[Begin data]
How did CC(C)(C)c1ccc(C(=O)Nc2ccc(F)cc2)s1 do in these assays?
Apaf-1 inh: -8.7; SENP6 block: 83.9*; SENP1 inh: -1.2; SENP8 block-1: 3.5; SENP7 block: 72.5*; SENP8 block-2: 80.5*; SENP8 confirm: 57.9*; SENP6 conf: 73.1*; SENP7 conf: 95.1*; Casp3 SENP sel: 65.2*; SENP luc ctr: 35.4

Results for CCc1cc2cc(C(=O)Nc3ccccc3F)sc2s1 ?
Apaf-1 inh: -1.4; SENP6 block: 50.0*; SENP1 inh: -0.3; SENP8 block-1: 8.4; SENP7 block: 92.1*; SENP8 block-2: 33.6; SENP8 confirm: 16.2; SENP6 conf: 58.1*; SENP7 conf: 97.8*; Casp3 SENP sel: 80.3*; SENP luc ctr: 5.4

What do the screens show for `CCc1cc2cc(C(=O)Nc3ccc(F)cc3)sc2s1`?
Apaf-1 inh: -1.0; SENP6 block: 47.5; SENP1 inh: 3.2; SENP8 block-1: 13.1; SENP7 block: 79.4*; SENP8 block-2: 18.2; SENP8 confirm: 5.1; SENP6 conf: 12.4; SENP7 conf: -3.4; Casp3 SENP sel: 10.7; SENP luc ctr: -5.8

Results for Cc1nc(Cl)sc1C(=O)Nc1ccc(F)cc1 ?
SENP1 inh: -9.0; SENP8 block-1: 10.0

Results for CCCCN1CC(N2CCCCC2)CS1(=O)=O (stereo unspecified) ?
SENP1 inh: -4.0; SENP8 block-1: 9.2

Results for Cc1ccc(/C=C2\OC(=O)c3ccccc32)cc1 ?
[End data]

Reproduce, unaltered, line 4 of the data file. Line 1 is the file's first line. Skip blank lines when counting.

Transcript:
Apaf-1 inh: -1.4; SENP6 block: 50.0*; SENP1 inh: -0.3; SENP8 block-1: 8.4; SENP7 block: 92.1*; SENP8 block-2: 33.6; SENP8 confirm: 16.2; SENP6 conf: 58.1*; SENP7 conf: 97.8*; Casp3 SENP sel: 80.3*; SENP luc ctr: 5.4